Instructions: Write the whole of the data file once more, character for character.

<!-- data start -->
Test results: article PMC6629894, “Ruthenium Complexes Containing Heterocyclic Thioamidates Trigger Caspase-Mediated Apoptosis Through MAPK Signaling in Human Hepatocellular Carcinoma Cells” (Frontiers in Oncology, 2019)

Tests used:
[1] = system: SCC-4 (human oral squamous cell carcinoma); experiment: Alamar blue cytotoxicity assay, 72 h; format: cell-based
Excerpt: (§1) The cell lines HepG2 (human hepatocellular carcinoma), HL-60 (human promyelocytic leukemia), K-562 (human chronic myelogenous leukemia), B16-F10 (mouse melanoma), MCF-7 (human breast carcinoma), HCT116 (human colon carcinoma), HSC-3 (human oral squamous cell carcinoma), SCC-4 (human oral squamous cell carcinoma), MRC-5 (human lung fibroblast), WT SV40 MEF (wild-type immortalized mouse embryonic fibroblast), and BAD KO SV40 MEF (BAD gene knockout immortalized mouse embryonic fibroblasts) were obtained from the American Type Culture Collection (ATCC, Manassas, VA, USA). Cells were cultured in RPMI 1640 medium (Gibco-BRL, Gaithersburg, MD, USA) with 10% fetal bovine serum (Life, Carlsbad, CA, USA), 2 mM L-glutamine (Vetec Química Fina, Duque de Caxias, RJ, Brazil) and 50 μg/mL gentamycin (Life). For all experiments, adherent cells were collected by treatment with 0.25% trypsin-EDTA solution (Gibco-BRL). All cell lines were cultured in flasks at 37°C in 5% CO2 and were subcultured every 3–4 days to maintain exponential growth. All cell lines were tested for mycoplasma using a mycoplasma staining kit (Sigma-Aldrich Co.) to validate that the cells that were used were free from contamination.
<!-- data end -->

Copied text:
Test results: article PMC6629894, “Ruthenium Complexes Containing Heterocyclic Thioamidates Trigger Caspase-Mediated Apoptosis Through MAPK Signaling in Human Hepatocellular Carcinoma Cells” (Frontiers in Oncology, 2019)

Tests used:
[1] = system: SCC-4 (human oral squamous cell carcinoma); experiment: Alamar blue cytotoxicity assay, 72 h; format: cell-based
Excerpt: (§1) The cell lines HepG2 (human hepatocellular carcinoma), HL-60 (human promyelocytic leukemia), K-562 (human chronic myelogenous leukemia), B16-F10 (mouse melanoma), MCF-7 (human breast carcinoma), HCT116 (human colon carcinoma), HSC-3 (human oral squamous cell carcinoma), SCC-4 (human oral squamous cell carcinoma), MRC-5 (human lung fibroblast), WT SV40 MEF (wild-type immortalized mouse embryonic fibroblast), and BAD KO SV40 MEF (BAD gene knockout immortalized mouse embryonic fibroblasts) were obtained from the American Type Culture Collection (ATCC, Manassas, VA, USA). Cells were cultured in RPMI 1640 medium (Gibco-BRL, Gaithersburg, MD, USA) with 10% fetal bovine serum (Life, Carlsbad, CA, USA), 2 mM L-glutamine (Vetec Química Fina, Duque de Caxias, RJ, Brazil) and 50 μg/mL gentamycin (Life). For all experiments, adherent cells were collected by treatment with 0.25% trypsin-EDTA solution (Gibco-BRL). All cell lines were cultured in flasks at 37°C in 5% CO2 and were subcultured every 3–4 days to maintain exponential growth. All cell lines were tested for mycoplasma using a mycoplasma staining kit (Sigma-Aldrich Co.) to validate that the cells that were used were free from contamination.